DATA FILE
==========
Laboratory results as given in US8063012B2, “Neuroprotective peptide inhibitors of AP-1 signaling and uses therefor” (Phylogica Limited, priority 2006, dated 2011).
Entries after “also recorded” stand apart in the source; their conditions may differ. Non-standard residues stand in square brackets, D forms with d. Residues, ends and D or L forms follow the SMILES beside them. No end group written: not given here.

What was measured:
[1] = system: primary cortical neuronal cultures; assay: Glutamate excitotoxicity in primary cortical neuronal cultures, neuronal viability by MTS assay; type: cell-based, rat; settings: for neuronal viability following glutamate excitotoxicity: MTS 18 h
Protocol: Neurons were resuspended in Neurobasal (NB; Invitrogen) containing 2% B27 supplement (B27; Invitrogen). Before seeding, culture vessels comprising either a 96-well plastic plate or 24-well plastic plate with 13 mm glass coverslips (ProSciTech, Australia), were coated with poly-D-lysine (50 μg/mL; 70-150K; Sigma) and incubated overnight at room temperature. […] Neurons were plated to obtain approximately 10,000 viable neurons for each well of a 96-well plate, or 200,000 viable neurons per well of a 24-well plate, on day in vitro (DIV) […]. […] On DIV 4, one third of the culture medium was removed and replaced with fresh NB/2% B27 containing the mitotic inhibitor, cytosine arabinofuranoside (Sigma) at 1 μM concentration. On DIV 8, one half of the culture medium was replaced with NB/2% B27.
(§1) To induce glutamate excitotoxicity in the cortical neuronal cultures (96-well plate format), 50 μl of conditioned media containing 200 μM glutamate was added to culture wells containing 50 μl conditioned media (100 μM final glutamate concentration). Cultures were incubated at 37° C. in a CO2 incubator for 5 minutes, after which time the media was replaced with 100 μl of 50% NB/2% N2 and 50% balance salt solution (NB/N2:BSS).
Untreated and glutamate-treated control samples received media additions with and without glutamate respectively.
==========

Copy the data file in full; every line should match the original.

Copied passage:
Laboratory results as given in US8063012B2, “Neuroprotective peptide inhibitors of AP-1 signaling and uses therefor” (Phylogica Limited, priority 2006, dated 2011).
Entries after “also recorded” stand apart in the source; their conditions may differ. Non-standard residues stand in square brackets, D forms with d. Residues, ends and D or L forms follow the SMILES beside them. No end group written: not given here.

What was measured:
[1] = system: primary cortical neuronal cultures; assay: Glutamate excitotoxicity in primary cortical neuronal cultures, neuronal viability by MTS assay; type: cell-based, rat; settings: for neuronal viability following glutamate excitotoxicity: MTS 18 h
Protocol: Neurons were resuspended in Neurobasal (NB; Invitrogen) containing 2% B27 supplement (B27; Invitrogen). Before seeding, culture vessels comprising either a 96-well plastic plate or 24-well plastic plate with 13 mm glass coverslips (ProSciTech, Australia), were coated with poly-D-lysine (50 μg/mL; 70-150K; Sigma) and incubated overnight at room temperature. […] Neurons were plated to obtain approximately 10,000 viable neurons for each well of a 96-well plate, or 200,000 viable neurons per well of a 24-well plate, on day in vitro (DIV) […]. […] On DIV 4, one third of the culture medium was removed and replaced with fresh NB/2% B27 containing the mitotic inhibitor, cytosine arabinofuranoside (Sigma) at 1 μM concentration. On DIV 8, one half of the culture medium was replaced with NB/2% B27.
(§1) To induce glutamate excitotoxicity in the cortical neuronal cultures (96-well plate format), 50 μl of conditioned media containing 200 μM glutamate was added to culture wells containing 50 μl conditioned media (100 μM final glutamate concentration). Cultures were incubated at 37° C. in a CO2 incubator for 5 minutes, after which time the media was replaced with 100 μl of 50% NB/2% N2 and 50% balance salt solution (NB/N2:BSS).
Untreated and glutamate-treated control samples received media additions with and without glutamate respectively.